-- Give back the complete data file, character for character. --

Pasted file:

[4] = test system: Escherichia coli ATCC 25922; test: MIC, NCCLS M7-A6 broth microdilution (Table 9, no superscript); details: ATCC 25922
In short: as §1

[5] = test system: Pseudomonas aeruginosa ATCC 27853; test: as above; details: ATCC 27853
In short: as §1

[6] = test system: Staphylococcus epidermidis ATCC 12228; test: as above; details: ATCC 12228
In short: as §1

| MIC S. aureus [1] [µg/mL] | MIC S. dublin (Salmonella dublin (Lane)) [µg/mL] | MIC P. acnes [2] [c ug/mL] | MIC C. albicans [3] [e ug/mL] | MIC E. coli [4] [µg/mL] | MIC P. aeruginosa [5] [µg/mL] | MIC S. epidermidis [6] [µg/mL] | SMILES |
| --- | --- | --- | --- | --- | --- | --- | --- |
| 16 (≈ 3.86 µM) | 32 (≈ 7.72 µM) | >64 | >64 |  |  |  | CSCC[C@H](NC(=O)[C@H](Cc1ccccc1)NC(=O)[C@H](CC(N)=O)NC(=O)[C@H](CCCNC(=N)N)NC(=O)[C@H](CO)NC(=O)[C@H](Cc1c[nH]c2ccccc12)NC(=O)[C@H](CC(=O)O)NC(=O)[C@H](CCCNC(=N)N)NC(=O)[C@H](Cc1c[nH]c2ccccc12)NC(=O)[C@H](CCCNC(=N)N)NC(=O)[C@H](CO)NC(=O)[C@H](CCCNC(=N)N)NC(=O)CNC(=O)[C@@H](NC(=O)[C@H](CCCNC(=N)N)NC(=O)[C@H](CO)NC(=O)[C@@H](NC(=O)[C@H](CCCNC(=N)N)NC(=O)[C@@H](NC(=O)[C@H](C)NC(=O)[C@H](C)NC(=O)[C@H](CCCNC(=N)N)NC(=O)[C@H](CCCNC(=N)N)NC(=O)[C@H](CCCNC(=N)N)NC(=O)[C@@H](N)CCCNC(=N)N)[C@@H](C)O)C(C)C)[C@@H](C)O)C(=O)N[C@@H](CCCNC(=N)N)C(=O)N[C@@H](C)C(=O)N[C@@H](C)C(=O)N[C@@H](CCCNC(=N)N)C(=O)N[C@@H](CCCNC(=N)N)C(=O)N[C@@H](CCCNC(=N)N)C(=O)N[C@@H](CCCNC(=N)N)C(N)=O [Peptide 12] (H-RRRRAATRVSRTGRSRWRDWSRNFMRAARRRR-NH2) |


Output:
[4] = test system: Escherichia coli ATCC 25922; test: MIC, NCCLS M7-A6 broth microdilution (Table 9, no superscript); details: ATCC 25922
In short: as §1

[5] = test system: Pseudomonas aeruginosa ATCC 27853; test: as above; details: ATCC 27853
In short: as §1

[6] = test system: Staphylococcus epidermidis ATCC 12228; test: as above; details: ATCC 12228
In short: as §1

| MIC S. aureus [1] [µg/mL] | MIC S. dublin (Salmonella dublin (Lane)) [µg/mL] | MIC P. acnes [2] [c ug/mL] | MIC C. albicans [3] [e ug/mL] | MIC E. coli [4] [µg/mL] | MIC P. aeruginosa [5] [µg/mL] | MIC S. epidermidis [6] [µg/mL] | SMILES |
| --- | --- | --- | --- | --- | --- | --- | --- |
| 16 (≈ 3.86 µM) | 32 (≈ 7.72 µM) | >64 | >64 |  |  |  | CSCC[C@H](NC(=O)[C@H](Cc1ccccc1)NC(=O)[C@H](CC(N)=O)NC(=O)[C@H](CCCNC(=N)N)NC(=O)[C@H](CO)NC(=O)[C@H](Cc1c[nH]c2ccccc12)NC(=O)[C@H](CC(=O)O)NC(=O)[C@H](CCCNC(=N)N)NC(=O)[C@H](Cc1c[nH]c2ccccc12)NC(=O)[C@H](CCCNC(=N)N)NC(=O)[C@H](CO)NC(=O)[C@H](CCCNC(=N)N)NC(=O)CNC(=O)[C@@H](NC(=O)[C@H](CCCNC(=N)N)NC(=O)[C@H](CO)NC(=O)[C@@H](NC(=O)[C@H](CCCNC(=N)N)NC(=O)[C@@H](NC(=O)[C@H](C)NC(=O)[C@H](C)NC(=O)[C@H](CCCNC(=N)N)NC(=O)[C@H](CCCNC(=N)N)NC(=O)[C@H](CCCNC(=N)N)NC(=O)[C@@H](N)CCCNC(=N)N)[C@@H](C)O)C(C)C)[C@@H](C)O)C(=O)N[C@@H](CCCNC(=N)N)C(=O)N[C@@H](C)C(=O)N[C@@H](C)C(=O)N[C@@H](CCCNC(=N)N)C(=O)N[C@@H](CCCNC(=N)N)C(=O)N[C@@H](CCCNC(=N)N)C(=O)N[C@@H](CCCNC(=N)N)C(N)=O [Peptide 12] (H-RRRRAATRVSRTGRSRWRDWSRNFMRAARRRR-NH2) |